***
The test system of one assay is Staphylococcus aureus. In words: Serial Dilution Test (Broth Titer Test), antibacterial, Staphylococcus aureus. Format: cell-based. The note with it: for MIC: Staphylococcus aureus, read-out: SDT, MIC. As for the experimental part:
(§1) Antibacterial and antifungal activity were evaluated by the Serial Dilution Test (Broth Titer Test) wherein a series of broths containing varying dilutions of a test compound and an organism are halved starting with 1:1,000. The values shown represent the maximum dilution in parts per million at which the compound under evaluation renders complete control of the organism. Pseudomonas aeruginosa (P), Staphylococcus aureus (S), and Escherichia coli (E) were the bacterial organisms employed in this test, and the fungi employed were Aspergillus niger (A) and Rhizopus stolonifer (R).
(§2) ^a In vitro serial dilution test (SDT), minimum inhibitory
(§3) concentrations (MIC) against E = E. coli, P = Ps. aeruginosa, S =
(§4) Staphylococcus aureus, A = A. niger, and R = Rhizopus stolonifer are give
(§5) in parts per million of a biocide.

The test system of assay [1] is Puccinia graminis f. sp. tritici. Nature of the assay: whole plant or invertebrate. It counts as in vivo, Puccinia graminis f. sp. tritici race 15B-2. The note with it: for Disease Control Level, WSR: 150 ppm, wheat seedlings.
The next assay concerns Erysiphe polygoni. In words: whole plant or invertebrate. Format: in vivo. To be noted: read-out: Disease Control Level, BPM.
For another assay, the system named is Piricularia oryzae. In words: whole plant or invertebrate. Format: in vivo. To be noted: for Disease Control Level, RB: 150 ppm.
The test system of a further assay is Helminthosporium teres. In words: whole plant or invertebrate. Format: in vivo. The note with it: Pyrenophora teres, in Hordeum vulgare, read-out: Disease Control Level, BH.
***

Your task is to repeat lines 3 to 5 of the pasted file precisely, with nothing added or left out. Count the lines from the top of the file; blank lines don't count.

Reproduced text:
(§2) ^a In vitro serial dilution test (SDT), minimum inhibitory
(§3) concentrations (MIC) against E = E. coli, P = Ps. aeruginosa, S =
(§4) Staphylococcus aureus, A = A. niger, and R = Rhizopus stolonifer are give